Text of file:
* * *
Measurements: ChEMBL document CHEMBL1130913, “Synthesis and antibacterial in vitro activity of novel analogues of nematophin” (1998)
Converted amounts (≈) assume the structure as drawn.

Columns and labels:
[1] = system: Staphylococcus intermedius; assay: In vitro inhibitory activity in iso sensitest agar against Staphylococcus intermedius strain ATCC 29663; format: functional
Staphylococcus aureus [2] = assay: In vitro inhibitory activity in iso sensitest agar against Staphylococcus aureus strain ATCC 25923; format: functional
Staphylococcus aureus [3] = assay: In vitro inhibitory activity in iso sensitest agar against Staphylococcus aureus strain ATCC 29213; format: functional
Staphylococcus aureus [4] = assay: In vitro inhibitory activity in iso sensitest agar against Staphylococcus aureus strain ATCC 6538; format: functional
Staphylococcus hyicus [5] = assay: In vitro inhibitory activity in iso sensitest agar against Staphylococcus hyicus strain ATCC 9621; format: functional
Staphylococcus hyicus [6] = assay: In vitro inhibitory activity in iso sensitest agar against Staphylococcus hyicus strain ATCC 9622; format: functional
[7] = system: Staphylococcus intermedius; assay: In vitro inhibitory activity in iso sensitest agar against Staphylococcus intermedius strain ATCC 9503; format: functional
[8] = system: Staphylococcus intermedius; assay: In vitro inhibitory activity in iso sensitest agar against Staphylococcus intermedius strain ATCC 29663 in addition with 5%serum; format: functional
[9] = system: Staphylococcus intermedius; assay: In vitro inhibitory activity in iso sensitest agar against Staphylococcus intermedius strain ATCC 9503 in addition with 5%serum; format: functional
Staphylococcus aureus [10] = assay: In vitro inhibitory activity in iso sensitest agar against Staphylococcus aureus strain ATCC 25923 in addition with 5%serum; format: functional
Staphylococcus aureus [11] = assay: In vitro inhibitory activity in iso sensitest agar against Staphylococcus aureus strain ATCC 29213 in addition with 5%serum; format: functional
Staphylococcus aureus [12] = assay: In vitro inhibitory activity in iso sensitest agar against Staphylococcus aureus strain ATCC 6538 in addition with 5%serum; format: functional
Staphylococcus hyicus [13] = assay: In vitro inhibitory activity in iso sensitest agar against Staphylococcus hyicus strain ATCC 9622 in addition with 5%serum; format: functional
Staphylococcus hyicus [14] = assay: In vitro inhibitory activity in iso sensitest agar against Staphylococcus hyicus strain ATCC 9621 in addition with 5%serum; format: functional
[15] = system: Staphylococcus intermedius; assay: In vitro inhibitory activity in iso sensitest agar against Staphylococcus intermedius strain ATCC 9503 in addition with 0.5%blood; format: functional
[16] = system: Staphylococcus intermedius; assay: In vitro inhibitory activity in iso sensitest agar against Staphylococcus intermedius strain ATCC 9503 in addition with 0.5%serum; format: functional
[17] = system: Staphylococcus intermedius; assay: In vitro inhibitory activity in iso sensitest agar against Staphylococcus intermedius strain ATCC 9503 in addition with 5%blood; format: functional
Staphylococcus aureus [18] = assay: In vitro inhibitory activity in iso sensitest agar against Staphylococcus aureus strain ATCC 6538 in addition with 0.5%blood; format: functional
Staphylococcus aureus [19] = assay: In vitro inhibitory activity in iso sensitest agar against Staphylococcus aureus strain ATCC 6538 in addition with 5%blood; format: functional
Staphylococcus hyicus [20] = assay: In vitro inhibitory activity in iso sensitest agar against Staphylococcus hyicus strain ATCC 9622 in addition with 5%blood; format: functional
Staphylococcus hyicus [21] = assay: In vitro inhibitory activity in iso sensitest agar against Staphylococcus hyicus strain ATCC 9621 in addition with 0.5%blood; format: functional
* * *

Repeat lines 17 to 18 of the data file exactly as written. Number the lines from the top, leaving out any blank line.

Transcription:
Staphylococcus hyicus [14] = assay: In vitro inhibitory activity in iso sensitest agar against Staphylococcus hyicus strain ATCC 9621 in addition with 5%serum; format: functional
[15] = system: Staphylococcus intermedius; assay: In vitro inhibitory activity in iso sensitest agar against Staphylococcus intermedius strain ATCC 9503 in addition with 0.5%blood; format: functional